A people, planet, profit investment fund
A people, planet, profit investment fund
A Sambazon employee unloads açaí berries.
As a social investor, Oikocredit invests directly in organizations as well as a small number of social or sustainable funds. One of Oikocredit’s sustainable investments is in EcoEnterprises Fund, which Oikocredit has $2 million invested. First launched under the umbrella of The Nature Conservancy, Costa Rican-based EcoEnterprises Fund provides growth capital to businesses in rapidly expanding environmental sectors such as organic agriculture, ecotourism, sustainable forestry and aquaculture. This fund shares Oikocredit’s triple bottom line of social, environmental and financial returns. We recently spoke with president and CEO of the fund, Tammy Newmark, about sustainable investing and why EcoEnterprises Fund and Oikocredit are a good fit.
You’ve been working with EcoEnterprises Fund since its beginning. How did you get involved in sustainable investing?
“I actually began my career as an investment banker on Wall St. I was involved in the mining and metals industry and at the time I found it interesting. However, in my after work hours, I began engaging in the early stages of the microfinance business. It was then that I decided to go back to business school and do an MBA. I did my thesis on entrepreneurs, specifically those in developing countries. I became fascinated with women entrepreneurs and others who, using ingenuity and creativeness, developed successful businesses with limited to no resources. From there I began working with clean energy and joining EcoEnterprises Fund was a natural progression from that.”
EcoEnterprises Fund describes itself as a fund that ‘invests in natural capital’. How do you prove this investment concept?
“When I worked with renewable energy in the 1990s, I saw that this was a sector that was up-and-coming. At that time, renewable energy was seen as risky, however over time, people realised that it was a sector with great growth potential. We’ve experienced similar challenges, so for us it’s been more about pushing the envelope to show people that an investment that is sustainable and social can also be financially viable. Over the years we’ve transformed the way people think about sustainable investments. So it’s been more of an educational role than proving it actually works, because it does.”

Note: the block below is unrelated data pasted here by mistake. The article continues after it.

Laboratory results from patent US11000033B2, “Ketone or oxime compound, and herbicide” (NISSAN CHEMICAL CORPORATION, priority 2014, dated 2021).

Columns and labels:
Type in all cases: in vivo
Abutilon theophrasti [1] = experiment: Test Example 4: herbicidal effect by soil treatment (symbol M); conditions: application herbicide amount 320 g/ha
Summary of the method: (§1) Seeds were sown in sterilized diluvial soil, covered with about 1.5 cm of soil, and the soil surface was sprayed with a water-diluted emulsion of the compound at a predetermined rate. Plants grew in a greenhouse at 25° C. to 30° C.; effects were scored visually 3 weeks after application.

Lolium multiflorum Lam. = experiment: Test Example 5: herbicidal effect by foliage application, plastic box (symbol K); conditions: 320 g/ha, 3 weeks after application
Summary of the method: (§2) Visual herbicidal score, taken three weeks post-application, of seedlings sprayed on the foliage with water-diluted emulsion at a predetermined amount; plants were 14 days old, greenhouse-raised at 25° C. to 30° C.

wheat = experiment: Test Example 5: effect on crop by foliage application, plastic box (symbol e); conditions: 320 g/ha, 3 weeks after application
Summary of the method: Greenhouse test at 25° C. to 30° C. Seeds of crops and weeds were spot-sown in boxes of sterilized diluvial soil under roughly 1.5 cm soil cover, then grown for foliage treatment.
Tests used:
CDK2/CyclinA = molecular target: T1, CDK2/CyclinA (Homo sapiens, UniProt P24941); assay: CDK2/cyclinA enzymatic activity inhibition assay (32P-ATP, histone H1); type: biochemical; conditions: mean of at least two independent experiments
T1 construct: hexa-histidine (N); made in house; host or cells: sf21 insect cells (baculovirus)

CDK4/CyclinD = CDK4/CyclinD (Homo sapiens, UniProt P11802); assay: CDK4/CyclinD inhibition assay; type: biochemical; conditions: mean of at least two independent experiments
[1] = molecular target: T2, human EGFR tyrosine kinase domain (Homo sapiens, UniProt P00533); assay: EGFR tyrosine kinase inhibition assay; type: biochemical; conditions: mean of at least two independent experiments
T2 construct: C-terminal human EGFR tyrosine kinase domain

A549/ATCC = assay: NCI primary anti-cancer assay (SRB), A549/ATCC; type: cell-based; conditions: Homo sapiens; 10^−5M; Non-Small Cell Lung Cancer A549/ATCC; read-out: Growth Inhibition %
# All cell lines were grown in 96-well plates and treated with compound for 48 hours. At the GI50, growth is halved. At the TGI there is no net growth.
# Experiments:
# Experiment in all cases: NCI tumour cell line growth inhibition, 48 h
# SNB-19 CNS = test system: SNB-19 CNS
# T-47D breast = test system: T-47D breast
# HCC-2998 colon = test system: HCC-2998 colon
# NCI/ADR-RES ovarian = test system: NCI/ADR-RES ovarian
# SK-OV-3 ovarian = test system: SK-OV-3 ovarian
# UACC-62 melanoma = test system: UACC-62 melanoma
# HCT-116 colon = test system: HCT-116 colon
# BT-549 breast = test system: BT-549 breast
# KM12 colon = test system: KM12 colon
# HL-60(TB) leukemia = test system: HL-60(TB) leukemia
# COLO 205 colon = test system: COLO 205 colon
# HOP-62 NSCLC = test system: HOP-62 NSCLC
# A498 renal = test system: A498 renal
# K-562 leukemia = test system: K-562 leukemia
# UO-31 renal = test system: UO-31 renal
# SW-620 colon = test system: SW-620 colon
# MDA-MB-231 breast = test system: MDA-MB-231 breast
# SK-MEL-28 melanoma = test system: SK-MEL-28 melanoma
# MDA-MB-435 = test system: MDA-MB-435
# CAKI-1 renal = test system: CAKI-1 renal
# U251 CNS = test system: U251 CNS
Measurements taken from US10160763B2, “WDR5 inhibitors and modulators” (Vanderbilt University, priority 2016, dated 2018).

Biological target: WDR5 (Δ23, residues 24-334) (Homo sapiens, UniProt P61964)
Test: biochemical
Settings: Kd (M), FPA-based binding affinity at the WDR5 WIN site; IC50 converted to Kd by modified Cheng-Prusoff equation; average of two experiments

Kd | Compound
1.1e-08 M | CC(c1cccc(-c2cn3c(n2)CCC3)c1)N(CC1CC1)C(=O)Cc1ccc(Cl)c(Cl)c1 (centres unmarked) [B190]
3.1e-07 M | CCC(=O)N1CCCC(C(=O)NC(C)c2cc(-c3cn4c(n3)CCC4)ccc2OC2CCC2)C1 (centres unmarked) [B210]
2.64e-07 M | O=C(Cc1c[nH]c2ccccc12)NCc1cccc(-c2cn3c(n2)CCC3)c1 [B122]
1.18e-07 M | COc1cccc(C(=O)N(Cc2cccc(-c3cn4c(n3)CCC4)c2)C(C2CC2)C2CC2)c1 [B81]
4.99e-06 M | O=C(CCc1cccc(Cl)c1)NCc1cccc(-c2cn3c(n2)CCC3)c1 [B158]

EcoEnterprises Fund has been working with Oikocredit for a few years now. Why is Oikocredit a good fit?
“Oikocredit came on board as an equity partner, taking a seat on our investment committee as well as our advisory committee. This partnership began because Oikocredit is what we describe as a ‘like-minded organization’. Our missions are very similar and we share an investing understanding. In the beginning, what we really liked about Oikocredit was its work in rural areas, specifically agriculture. Many of Oikocredit’s partner organizations are involved in sustainable farming, having organic, fair trade and environmental certifications. So we share an environmental, social and financial mission.”
Many investors could think sustainable investments are risky. What would you say to those investors?
“Investing always holds risk and when looking to invest, you should look at the whole picture. There are many companies that our fund would love to invest in, which are very strong on the social and environmental side, but can’t because they are too weak on the financial side. You should always look at a balance of these. If there is a balance, then sustainable investments are no more risky than investing in conventional funds. However, we feel we give an added value, as our investments are not only financially viable but also give something back to communities and the planet.”
EcoEnterprises has invested in Sambazon as part of its sustainable portfolio. More about EcoEnterprises Fund’s portfolio
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